•“…Nigeria’s university system is in crisis of manpower (italics and bold added). Instead of having no less than 80 per cent of the academics with Ph.Ds, only 43 per cent are Ph.D holders while the remaining 57 per cent are not. And instead of 75 per cent of the academics to be between Senior Lecturers and Professors, only about 44 per cent are within the bracket while the remaining 56 per cent are not. The staff mix in some universities is alarming…Kano State University, Wudil (established in 2001) has only one professor and 25 Ph.Ds”.
•Almost all the universities are over-staffed with non-teaching staff: in many universities, the number of non-teaching staff doubles, triples or quadruples that of teaching staff; and in some, the number of senior administrative staff alone is more than the total number of teaching staff.
•“There is an average of 4 abandoned projects per university in Nigeria” – with negative consequences for classrooms, laboratories, students’ hostels, and staff accommodation. Poor infrastructure adversely affects teaching, research, learning and students’ health and safety.
•Minister decries lack of Nigerian academic journals (that are cited) abroad.
•There are 75,000 Nigerian students in Ghana who pay not less than N160 billion as tuition alone annually, compared with the annual budget of N121 billion for the entire federal universities in Nigeria.
• In 2010, Nigerian students spend about N246 billion in tertiary institutions in UK, more than 60 per cent of education sector budget in 2012.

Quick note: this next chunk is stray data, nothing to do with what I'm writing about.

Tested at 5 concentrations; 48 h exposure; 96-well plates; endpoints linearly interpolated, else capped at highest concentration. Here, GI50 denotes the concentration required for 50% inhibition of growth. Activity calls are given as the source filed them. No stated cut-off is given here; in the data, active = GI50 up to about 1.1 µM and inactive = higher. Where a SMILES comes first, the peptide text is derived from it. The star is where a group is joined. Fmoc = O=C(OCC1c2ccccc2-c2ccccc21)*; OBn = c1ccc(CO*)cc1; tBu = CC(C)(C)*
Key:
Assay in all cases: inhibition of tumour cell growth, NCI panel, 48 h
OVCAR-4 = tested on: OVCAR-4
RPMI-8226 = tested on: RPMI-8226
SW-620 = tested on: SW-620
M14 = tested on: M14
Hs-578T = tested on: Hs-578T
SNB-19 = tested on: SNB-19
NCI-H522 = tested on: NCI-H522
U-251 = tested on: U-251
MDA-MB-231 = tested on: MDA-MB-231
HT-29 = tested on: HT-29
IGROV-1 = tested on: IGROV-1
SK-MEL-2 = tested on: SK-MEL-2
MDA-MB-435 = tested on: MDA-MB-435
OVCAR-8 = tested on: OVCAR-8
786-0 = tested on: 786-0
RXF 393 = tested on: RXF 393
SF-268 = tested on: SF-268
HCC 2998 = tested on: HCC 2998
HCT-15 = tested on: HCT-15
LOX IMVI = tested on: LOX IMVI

•Universities do not have adequate supply of Ph.Ds but Ph.D holders seek graduate-level positions and some compete to be truck drivers.
In addition to the above sector-specific illustrations, broad-gauged evidence of huge decline in all aspects of quality education measurement on an African comparative basis is provided in Table 1 above. It is based on the 2012 Mo Ibrahim Good Governance Index, Education Sub-Category of the Human Development Category. (The three other Categories of the Index are: Safety and Rule of Law; Participation and Human Rights; and Sustainable Economic Opportunity).
The six indicators used to calculate the scores recorded in the Table are: education provision and quality, ratio of pupils to teachers in primary school, primary school completion, progression from primary to secondary education, tertiary education, and literacy. According to the evidence, education performance in Nigeria declined significantly between 2006 and 2011: score declined from 51 per cent to 47.6 per cent in and Nigeria’s rank declined from 21st to 30th.
It is striking that there was improvement across the continent: from an average of 49.4 per cent score in 2006 to 53.8 per cent in 2011, an increase of 4.4 per cent contrasted with Nigeria’s decrease of 3.4 per cent.
Nigeria’s poor performance in the Education sector is typical of the country’s performance in respect of all four Categories of the Mo Ibrahim Index in2012: Nigeria dropped into the bottom 10 countries in the overall rankings for the first time: 14th out of the 16 countries in West Africa and 43rd out of the 52 countries in the Report -Nigeria was 41st in 2011 and 37th in 2006.